A group of researchers from Ohio State University Wexner Medical Center have made a new discovery about those with epilepsy and how the brain processes music. The team, led by neurologist Christine Charyton, based their research on the fact that 80% of epileptic seizures begin in the temporal lobes, the same region of the brain as the auditory cortex, the part that processes sound and music. The discovery is that the brainwaves of those with the disorder tend to synchronize with music.
The group’s research involved having patients sit through a period of silence, and then another listening to two pieces of music. The scientists monitored electrical activity in the brain, finding that it increased when music was playing, regardless if the patients had epilepsy or not.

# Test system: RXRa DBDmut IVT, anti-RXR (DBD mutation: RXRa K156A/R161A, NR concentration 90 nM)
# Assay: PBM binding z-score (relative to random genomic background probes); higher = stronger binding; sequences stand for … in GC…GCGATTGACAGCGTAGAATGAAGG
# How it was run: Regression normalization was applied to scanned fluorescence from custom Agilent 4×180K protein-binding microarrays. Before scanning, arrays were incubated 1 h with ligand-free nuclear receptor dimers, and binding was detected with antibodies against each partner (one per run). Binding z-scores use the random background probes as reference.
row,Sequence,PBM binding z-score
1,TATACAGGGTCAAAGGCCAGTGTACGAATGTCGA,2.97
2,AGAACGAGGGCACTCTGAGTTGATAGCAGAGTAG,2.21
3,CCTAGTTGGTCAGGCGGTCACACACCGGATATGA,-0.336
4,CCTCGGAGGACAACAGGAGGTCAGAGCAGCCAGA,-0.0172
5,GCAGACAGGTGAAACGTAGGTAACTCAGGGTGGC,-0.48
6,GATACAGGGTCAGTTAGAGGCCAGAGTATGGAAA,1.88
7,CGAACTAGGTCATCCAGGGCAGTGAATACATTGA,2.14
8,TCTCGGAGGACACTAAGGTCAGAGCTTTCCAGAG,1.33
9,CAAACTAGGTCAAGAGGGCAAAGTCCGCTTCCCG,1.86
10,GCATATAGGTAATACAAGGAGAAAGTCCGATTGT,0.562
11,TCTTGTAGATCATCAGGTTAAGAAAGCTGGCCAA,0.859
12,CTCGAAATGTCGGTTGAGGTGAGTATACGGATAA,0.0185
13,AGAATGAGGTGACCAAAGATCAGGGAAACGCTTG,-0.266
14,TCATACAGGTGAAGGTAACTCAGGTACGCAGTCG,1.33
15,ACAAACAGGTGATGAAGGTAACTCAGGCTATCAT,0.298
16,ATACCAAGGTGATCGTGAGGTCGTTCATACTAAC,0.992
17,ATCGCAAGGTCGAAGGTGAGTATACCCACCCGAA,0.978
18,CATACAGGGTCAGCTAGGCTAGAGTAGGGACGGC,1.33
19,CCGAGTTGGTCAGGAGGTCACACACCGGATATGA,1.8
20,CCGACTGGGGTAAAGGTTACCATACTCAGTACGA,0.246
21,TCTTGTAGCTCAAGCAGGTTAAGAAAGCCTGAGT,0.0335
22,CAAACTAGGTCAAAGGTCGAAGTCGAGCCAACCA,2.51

Even more interesting was that for those who did have epilepsy, their electrical activity in the brain often synchronized with the music, even more so for those whose epilepsy was based in the temporal lobe. Charyton has presented this research to the American Psychological Association, suggesting that it could one day be used to help prevent seizures.
Speaking recently at the APA’s 123rd Annual Convention, Charyton admits that this is still a theory at this point, adding that music won’t be capable of replacing conventional medical treatments for epilepsy. But she hopes that music could be used as an addition to successful treatments.